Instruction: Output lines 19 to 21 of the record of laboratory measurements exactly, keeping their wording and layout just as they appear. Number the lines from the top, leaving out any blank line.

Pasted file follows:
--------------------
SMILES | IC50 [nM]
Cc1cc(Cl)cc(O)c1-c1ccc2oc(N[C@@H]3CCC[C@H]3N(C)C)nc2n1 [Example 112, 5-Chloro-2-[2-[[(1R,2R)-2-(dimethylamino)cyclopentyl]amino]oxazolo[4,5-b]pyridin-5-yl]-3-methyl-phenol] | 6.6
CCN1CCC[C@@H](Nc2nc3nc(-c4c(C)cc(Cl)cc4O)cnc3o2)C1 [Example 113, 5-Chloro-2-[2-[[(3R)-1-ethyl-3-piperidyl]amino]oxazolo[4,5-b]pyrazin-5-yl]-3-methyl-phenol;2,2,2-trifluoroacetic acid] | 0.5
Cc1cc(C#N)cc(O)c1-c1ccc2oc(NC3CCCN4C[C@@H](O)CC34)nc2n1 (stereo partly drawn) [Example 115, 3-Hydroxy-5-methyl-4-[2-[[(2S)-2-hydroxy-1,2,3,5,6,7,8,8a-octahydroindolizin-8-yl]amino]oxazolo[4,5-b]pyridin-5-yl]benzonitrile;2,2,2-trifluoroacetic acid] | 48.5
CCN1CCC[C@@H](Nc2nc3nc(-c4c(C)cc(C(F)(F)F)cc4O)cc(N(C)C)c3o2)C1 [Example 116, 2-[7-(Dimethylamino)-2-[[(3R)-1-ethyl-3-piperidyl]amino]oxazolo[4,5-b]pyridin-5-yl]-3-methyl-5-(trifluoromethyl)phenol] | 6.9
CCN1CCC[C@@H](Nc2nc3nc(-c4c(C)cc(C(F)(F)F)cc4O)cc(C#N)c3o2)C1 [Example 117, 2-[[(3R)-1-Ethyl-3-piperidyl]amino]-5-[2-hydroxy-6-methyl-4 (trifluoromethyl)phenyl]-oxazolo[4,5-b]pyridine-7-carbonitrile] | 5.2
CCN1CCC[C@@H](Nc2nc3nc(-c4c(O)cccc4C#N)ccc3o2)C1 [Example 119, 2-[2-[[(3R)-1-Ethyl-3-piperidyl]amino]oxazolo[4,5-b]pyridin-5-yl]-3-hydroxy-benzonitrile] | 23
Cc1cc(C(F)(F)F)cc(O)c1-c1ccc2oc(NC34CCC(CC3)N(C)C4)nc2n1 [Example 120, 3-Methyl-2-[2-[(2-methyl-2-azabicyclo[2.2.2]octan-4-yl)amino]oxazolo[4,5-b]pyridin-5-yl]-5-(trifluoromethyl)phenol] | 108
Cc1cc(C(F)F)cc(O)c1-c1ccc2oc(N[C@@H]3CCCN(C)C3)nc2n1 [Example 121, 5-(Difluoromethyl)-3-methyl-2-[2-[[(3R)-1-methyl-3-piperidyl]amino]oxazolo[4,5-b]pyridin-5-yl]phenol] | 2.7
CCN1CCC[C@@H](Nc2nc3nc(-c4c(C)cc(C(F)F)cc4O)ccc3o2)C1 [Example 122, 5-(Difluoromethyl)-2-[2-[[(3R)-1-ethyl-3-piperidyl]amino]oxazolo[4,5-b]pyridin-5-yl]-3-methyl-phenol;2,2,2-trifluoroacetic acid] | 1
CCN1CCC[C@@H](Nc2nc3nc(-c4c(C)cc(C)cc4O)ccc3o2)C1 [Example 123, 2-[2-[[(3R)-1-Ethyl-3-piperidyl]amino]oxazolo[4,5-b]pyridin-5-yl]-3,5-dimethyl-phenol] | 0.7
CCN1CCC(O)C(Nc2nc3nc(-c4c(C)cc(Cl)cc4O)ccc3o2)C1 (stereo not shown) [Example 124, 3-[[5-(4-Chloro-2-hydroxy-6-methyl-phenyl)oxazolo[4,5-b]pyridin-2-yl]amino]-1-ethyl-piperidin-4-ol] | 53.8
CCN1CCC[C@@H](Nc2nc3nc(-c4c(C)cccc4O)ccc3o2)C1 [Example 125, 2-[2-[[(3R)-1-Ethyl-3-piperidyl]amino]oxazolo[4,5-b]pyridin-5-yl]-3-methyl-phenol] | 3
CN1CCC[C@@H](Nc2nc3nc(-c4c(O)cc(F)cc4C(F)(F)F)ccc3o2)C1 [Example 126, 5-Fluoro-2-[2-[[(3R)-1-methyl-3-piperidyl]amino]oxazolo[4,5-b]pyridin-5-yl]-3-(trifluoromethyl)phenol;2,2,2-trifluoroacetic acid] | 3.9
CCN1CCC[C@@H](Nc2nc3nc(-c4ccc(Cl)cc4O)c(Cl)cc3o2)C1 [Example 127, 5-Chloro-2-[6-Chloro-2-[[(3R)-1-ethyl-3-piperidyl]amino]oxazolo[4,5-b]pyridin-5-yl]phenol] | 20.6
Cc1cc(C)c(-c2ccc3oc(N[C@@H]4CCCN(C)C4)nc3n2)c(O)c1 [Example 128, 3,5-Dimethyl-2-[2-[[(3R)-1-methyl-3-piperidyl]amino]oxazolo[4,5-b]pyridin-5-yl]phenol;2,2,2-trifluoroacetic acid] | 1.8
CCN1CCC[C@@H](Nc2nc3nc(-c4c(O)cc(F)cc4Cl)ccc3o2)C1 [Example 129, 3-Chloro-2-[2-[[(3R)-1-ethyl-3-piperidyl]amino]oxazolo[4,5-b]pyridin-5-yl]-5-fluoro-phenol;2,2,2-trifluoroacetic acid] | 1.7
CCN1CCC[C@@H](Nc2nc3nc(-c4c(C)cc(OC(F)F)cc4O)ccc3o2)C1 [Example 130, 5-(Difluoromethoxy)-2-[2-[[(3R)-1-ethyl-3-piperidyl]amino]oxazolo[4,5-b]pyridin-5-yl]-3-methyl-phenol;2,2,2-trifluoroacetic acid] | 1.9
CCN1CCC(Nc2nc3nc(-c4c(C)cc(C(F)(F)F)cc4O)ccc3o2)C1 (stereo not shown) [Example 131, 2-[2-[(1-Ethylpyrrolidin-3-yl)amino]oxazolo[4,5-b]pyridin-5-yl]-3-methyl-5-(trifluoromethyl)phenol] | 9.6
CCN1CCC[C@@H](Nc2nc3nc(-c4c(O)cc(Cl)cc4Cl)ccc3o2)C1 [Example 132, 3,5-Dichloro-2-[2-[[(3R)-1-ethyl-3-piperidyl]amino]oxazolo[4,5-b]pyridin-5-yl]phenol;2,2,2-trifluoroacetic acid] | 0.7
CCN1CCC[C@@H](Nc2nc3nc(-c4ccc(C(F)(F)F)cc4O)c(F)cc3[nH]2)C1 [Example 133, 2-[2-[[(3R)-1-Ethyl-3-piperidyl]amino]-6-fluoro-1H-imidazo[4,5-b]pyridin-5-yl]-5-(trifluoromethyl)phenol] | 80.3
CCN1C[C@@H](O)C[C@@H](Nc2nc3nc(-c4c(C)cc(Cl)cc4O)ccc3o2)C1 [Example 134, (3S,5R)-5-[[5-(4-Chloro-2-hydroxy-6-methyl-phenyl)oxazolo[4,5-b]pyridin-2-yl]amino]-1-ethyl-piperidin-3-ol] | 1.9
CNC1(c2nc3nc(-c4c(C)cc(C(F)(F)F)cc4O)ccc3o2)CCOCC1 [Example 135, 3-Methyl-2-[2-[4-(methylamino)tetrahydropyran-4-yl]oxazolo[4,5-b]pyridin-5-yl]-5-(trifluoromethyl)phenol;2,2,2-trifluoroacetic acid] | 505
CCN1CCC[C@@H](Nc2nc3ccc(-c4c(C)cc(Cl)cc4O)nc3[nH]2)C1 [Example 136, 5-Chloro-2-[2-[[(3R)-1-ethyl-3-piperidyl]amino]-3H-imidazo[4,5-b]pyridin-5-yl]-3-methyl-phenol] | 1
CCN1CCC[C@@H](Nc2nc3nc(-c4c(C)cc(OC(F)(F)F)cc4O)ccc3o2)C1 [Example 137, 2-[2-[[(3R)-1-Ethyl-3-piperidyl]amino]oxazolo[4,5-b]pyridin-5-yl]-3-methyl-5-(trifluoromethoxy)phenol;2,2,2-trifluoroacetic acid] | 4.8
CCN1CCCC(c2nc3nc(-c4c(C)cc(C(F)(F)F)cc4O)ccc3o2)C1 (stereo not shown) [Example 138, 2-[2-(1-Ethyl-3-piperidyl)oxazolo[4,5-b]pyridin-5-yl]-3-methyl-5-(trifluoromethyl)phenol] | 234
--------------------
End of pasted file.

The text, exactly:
CCN1CCC(Nc2nc3nc(-c4c(C)cc(C(F)(F)F)cc4O)ccc3o2)C1 (stereo not shown) [Example 131, 2-[2-[(1-Ethylpyrrolidin-3-yl)amino]oxazolo[4,5-b]pyridin-5-yl]-3-methyl-5-(trifluoromethyl)phenol] | 9.6
CCN1CCC[C@@H](Nc2nc3nc(-c4c(O)cc(Cl)cc4Cl)ccc3o2)C1 [Example 132, 3,5-Dichloro-2-[2-[[(3R)-1-ethyl-3-piperidyl]amino]oxazolo[4,5-b]pyridin-5-yl]phenol;2,2,2-trifluoroacetic acid] | 0.7
CCN1CCC[C@@H](Nc2nc3nc(-c4ccc(C(F)(F)F)cc4O)c(F)cc3[nH]2)C1 [Example 133, 2-[2-[[(3R)-1-Ethyl-3-piperidyl]amino]-6-fluoro-1H-imidazo[4,5-b]pyridin-5-yl]-5-(trifluoromethyl)phenol] | 80.3